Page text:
According to IRCC data, the following foreign employees were hired in Canada under the International Mobility Program last year. The majority of Canada's foreign employees are covered by the International Mobility Program (IMP). Under the IMP alone, Immigration, Refugees, and Citizenship Canada (IRCC) issued about 315,000 work permits in 2021. The Temporary Foreign Worker Program (TFWP) was responsible for around 104,000 work permits issued.
The main distinction between the two programmes is the requirement for a Labour Market Impact Assessment (LMIA). The TFWP requires companies to complete LMIAs to demonstrate that there are no workers available in Canada to undertake the job and that employing a foreign worker is thus essential. Since its objective is to assist Canadian interests, IMP work permits do not require LMIAs. The most popular IMP work permits come within the categories of considerable benefit and reciprocal employment. The government defines "substantial benefit" as a foreign national whose work benefits Canadians on a social, cultural, or economic level.
Reciprocal employment occurs when Canada has an agreement with another nation that allows for the cross-border exchange of workers. The influence on the labour market is deemed neutral since international employees might have identical possibilities in Canada as Canadian workers can have overseas.
The IRCC offers monthly data on temporary and permanent residents. These recently revealed figures indicate where IMP holders were most likely to be found last year, broken down by occupation and province. The figures are rounded to the nearest multiple of five.
In 2021, Ontario received moreover 135,000 IMP work permits, more than doubling British Columbia, which came in second with over 55,000 work permits. Quebec, Alberta, and Manitoba rounded up the top five destinations for IMP work permits.
Having work experience that falls under these NOC codes does not necessarily mean you are eligible for an LMIA-exempt work permit. In order to get any work permit in Canada, you have to be eligible for a TFWP or IMP stream. Following paras just indicate the most common instances of certain jobs covered under LMIA-exempt work permits in 2021.
Tech occupations were most commonly listed on Ontario IMP work permits. Computer programmers and interactive media developers took the top spot, followed by information systems analysts and consultants, and software engineers and designers.
University professors and lecturers were the fourth most common IMP work permit holders, followed by specialist physicians.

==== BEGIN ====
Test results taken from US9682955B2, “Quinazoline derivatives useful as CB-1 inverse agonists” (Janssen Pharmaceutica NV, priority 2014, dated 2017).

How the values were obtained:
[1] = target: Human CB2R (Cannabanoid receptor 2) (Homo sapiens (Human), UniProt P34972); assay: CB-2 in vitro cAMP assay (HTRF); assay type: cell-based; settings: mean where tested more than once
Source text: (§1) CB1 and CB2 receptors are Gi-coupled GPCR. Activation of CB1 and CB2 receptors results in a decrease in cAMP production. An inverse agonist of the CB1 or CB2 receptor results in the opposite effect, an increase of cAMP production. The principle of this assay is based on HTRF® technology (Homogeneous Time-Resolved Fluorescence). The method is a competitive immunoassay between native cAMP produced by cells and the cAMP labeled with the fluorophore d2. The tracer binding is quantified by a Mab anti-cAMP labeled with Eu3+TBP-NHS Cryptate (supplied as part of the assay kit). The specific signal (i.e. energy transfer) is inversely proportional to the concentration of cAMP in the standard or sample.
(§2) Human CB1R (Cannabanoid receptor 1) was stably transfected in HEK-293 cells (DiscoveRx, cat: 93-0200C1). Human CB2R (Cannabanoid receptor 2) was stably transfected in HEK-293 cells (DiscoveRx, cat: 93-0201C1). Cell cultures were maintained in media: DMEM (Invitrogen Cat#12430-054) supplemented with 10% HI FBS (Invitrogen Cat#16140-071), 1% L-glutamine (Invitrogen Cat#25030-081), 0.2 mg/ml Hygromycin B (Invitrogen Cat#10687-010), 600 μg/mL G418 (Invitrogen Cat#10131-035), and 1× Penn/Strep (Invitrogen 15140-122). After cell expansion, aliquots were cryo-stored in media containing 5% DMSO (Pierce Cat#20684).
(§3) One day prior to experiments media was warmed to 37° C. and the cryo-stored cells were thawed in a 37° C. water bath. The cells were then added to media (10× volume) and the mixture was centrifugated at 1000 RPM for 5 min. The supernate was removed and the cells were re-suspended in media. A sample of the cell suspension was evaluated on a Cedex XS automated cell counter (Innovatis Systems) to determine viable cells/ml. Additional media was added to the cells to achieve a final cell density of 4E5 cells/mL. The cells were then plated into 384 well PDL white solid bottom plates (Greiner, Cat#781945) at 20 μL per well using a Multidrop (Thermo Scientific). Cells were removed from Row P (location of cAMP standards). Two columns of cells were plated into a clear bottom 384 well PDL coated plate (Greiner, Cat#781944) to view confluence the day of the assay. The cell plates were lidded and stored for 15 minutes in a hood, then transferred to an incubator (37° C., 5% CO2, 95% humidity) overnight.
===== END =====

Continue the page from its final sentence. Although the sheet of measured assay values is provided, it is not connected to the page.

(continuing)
Software engineers and designers were the most common IMP work permit holders in BC last year. Actors and comedians came in second place, followed by graphic designers and illustrators, university professors and lecturers, and information systems analysts and consultants.
Graphic designers and illustrators were the top LMIA-exempt work permit holders in Quebec last year. University professors and lecturers came in second, followed by post-secondary teaching and research assistants. Specialist physicians and producers, directors, choreographers, and related occupations held the fourth and fifth positions.
University professors and lecturers were Alberta's most common IMP work permits holders. Foodservice supervisors, post-secondary teaching and research assistants, cooks, and transport truck drivers also made their presence in the top five.
In Manitoba, industrial butchers and meat cutters, poultry preparers, and related workers held the most IMP work permits. Transport truck drivers, athletes, cooks, agriculture service contractors, farm supervisors, and specialized livestock workers took the subsequent positions.
There are many LMIA-exempt work permits available. The first step to getting one is to learn your options and determine what exactly you are looking for. You may be able to qualify for an open work permit, which will allow you to hold any job in any Canadian province for any Canadian employer. All open work permits fall under the IMP. There are open work permit options for international student graduates, youth from certain countries with reciprocal agreements to Canada, and spouses of Canadians and temporary residents.
There are also LMIA exemptions for certain professionals, investors, and traders from countries that have free trade agreements with Canada. Canada also offers exemptions to eligible entrepreneurs, French-speaking skilled workers, and workers in occupations that are considered to promote the country’s interests.
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